Making the Grades
The Berenstain Bears have a spot on nearly every family's bookshelf, mine included. Creators Stan and Jan Berenstain created their family of four bears (with the original names of Mama, Papa, Sister, and Brother) based upon experiences with their own two children in the hopes of creating children's books that would be fun to read. Now the elderly couple continues to create stories by mining the experiences of their grandchildren for ideas.
Usually the family of bears living in a tree house have an obvious moral attached to their tales involving manners, treating others kindly, or working together. While the children are often part of the instigating problem, most often it's Papa who is ignorant of social customs and morals. Between Mama's firm corrections and the children's examples, he always falls into line.
Ironically, while Stan and Jan originally wanted their works to help children learn how to read, these popular stories have found their way to Saturday morning television, and recently home video versions have been released, the latest being Making Friends Everywhere (Volume 7) and Bears to the Rescue (Volume 8). Each tape has three stories running about 12 minutes each.
Stan and Jan are credited for both the story and teleplay on each of these episodes, which, after watching some of them, was a little surprising. For the most part, the cartoon versions stay close to the spirit of the stories--although I hadn't read any of the books upon which these six titles were based.
In The Berenstain Bears and The Trouble With Friends, (found on Vol. 7) Sister learns that having good friends doesn't always mean getting your own way. Another episode on that same tape, The Berenstain Bears and the Neighborly Skunk, has Sister learning about prejudice from her teacher about how it takes all types of creatures to make up a forest. When a seemingly undesirable skunk moves next door, Sister is asked to put her newfound principles to the test. The skunk proves his worth in the neighborhood after saving Sister and Brother from Too-Tall, a big bear bully.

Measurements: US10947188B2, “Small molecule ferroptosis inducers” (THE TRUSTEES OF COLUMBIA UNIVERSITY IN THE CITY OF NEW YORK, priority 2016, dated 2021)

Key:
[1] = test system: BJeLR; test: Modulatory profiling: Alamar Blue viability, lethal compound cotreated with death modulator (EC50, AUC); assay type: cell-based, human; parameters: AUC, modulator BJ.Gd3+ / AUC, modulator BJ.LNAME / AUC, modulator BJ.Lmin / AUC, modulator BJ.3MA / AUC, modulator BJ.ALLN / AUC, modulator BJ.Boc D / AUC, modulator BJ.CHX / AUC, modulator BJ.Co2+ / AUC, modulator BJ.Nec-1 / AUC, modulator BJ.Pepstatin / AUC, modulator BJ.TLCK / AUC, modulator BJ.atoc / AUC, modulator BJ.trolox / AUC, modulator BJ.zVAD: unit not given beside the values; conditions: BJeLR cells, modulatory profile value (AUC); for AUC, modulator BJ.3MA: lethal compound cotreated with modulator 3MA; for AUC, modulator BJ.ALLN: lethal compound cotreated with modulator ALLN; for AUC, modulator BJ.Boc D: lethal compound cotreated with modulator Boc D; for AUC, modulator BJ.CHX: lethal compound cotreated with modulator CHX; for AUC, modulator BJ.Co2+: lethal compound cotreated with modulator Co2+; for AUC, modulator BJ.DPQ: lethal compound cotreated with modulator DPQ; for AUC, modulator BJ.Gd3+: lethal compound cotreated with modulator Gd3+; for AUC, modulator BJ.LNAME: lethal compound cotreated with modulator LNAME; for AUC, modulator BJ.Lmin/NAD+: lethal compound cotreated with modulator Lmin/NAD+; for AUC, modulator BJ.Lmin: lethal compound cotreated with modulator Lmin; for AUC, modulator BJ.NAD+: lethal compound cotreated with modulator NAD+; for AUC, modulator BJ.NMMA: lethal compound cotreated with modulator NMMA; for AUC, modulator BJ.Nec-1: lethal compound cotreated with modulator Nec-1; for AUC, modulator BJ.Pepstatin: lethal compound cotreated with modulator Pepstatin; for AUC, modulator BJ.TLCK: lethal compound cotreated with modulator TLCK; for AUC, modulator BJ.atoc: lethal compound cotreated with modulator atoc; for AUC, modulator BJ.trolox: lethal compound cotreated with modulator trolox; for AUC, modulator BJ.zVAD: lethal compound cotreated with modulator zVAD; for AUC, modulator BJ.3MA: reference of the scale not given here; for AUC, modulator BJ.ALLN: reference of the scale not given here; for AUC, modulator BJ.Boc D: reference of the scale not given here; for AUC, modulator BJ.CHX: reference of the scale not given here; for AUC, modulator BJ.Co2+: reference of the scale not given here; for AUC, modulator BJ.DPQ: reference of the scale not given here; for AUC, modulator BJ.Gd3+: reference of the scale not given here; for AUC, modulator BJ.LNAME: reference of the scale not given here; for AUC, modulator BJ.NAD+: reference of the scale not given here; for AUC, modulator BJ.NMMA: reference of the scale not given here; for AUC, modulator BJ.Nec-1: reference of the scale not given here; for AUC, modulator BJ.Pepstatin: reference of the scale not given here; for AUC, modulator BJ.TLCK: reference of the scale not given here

But bullies seem far more frequent in these videos than what I ever recalled in the books, and one episode becomes nothing more than Saturday morning fodder. The Berenstain Bears Save the Farm (found on Vol. 8) has local Farmer Ben concerned after his crops take a sudden turn for the worse, thanks to an evil weasel gang who wants to take over Bear Country. I know these authors are capable of offering far more realistic problems and creative solutions than what appears in this title.
Certainly, there's nothing in any of these episodes that most parents wouldn't want their children watching, yet when I think about the benefits and good experiences of reading these stories to my children, you may want to follow-up your TV time with some cookies and a bear-y good book.
Discussion Ideas After The Movie
Teaching ideas and topics to discuss about The Berenstain Bears Vol 7 & 8.
Why do you think Papa is often the comic relief character? Could Mama be seen in this same role?
An interesting family activity would be to watch the video and then read the story upon which it was based. Look for differences. Young viewers may find the story easier to read after watching the video.
Stan and Jan Berenstain met decades ago in art school, fell in love, married, had two boys, and started writing children’s books. Read all about them and their books at www.berenstainbears.com
See if anyone in your family is interested in writing a children’s story. You can use the Berenstain Bears characters, or create your own family. Who knows… you could have a popular line of books in a few years!